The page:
The first day of the State Tournament I drove Zeke and Olivia in the minivan. We got into the parking garage. I turned a very, very tight corner. I mean VERY tight. There has to be hundreds, maybe even thousands of vehicles that didn’t make that turn that day. We heard a bad sound as I turned the corner. Zeke yelled, “Mom, you’re too close!”

“No worries, Zeke,” I said. I stopped the van, and put it in reverse. Oops. There was that sound again. Whatever I didn’t scrape and dent moving forward, I scraped and dented in reverse. The minivan door looks like King Kong grabbed it and crumpled it like a piece of tissue paper. It’s ugly.

The craziest part of that story is that at the time, I could not even be bothered with that hideous damage I had just created. When we got out of the van, Zeke and Olivia looked at me like they expected me to be shocked or disgusted with the situation. My adrenaline was too high. It didn’t register with me that we had any kind of problem at all. Eddie was at State. Yay!!!

Scott must be better at handling adrenaline. That dent definitely registered as a problem to him. I’ve told you that he rarely drives, so I thought there might be a chance he wouldn’t ever notice, if I didn’t tell him. But, guess what? Blabby McBlabber mouth couldn’t wait to share the news.

We were in the suite at the Kohl center. Everybody was all smiles and having a good time. Then Olivia said, “Dad, you should see what Mom did to the van.” Scott can quit smiling super fast.

I looked at him and said, “Eddie made it to State. Yay!”

I took in many-a-drawn-out-lectures from that point forward. My precious husband wanted to make sure I understood how horrible the van looked. I was hoping he’d let up, but then daylight started lasting longer, and he started getting home a little sooner from work. There that ugly, damaged van would be, ready to remind Scott to run through all the tips he has for being a good driver; Just in case I had forgotten from his morning lecture. It was tiring. Then Olivia had a new friend over.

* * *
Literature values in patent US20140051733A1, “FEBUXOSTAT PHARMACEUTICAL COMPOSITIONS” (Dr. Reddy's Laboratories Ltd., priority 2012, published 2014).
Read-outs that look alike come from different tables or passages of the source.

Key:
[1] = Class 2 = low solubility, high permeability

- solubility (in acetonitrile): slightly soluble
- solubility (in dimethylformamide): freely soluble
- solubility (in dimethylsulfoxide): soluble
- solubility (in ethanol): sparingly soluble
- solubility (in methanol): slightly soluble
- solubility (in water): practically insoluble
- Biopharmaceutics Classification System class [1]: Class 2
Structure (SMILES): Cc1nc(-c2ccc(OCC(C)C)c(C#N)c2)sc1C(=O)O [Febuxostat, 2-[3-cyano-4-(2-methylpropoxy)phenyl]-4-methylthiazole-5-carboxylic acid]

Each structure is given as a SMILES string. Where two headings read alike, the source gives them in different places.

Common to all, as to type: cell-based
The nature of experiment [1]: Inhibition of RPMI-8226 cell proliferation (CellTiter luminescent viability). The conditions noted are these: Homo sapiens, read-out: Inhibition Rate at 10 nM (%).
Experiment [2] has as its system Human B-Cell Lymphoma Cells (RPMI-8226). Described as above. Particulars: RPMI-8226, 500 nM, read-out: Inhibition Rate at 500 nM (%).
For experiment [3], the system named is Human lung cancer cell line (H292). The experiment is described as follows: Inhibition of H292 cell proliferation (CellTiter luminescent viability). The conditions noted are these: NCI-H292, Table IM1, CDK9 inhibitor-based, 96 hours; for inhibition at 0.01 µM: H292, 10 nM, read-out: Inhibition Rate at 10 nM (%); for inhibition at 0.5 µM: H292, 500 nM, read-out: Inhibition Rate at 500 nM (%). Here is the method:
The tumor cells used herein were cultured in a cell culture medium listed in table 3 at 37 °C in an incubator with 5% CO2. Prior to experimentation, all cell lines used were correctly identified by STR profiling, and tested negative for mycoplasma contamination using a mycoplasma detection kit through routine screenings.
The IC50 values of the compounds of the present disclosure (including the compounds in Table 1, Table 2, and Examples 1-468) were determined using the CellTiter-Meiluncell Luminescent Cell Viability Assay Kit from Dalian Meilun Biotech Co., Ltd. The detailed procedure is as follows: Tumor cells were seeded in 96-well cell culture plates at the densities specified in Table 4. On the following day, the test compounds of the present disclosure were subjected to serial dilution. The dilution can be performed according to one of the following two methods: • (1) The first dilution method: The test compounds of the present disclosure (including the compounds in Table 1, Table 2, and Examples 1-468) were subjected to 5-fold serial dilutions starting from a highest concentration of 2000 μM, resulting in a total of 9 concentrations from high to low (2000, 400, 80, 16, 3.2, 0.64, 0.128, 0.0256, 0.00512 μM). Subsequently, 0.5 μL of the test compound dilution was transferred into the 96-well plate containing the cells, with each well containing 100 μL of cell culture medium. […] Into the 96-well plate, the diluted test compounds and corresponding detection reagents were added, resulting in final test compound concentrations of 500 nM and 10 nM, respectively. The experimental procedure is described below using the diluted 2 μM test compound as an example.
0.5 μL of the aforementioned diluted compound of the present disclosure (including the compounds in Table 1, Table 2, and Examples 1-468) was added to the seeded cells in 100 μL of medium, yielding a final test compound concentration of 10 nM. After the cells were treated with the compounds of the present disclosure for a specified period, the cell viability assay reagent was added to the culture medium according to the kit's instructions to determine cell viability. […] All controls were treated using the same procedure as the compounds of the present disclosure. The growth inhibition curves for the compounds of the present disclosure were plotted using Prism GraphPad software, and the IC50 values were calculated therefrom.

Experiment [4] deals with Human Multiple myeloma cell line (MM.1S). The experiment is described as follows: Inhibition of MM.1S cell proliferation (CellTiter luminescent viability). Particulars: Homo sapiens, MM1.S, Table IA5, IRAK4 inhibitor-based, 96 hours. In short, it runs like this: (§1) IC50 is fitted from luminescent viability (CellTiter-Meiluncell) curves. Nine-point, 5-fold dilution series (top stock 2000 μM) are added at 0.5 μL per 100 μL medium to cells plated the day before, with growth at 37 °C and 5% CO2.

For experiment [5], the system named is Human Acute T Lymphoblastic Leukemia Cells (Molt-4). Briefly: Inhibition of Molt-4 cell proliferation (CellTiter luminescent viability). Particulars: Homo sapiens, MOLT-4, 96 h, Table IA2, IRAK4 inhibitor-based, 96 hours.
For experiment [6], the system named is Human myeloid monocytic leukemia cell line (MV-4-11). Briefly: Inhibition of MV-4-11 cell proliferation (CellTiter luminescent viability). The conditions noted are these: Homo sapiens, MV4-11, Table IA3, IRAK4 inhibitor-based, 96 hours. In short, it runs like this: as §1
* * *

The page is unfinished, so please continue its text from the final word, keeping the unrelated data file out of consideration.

Scott was heading out the garage door with the boys to go to some wrestling event. At the same time Olivia’s new friend and her Mother were at our front door. The Mom was introducing herself to me, and we were chatting when Scott came to the front door too. He said, “Hello.”

The Mom said, “Oh, Hi. I’m so and so’s mom.”

Scott smiled and said, “It’s nice to meet you. I’m Olivia’s Dad. I just backed into your car in the driveway.”

We’re getting the van fixed, but we don’t talk about it any more.

Cheers to Simple

I like my husband’s hair, his eyes, his personality, his physique. I know, that last one is a little personal. Have you seen him though? There’s a lot going on there. That’s all I’m sayin’. Do you want to know what I like most about my husband though? Do you want to know what my husband has that makes me the envy of so many wives? I’m telling you any way. I like my husband’s carbon footprint. It. Is. Sweet.

When I met Scott he was a care free, fun-lovin’ kinda college kid. What he was NOT, was a litterbug. I’m pretty sure that even when Scott was partying, he always remembered to recycle. He comes by this naturally. His mom and dad were “Green” back when it was just Mr. Jeans’ first name, and just another color of the rainbow.

If civilization goes down in a blaze of global warming, I want to tell you that is NOT on Scott (or his parents). Here are 5 ways Scott keeps his carbon footprint lookin’ so good:

1. His Phone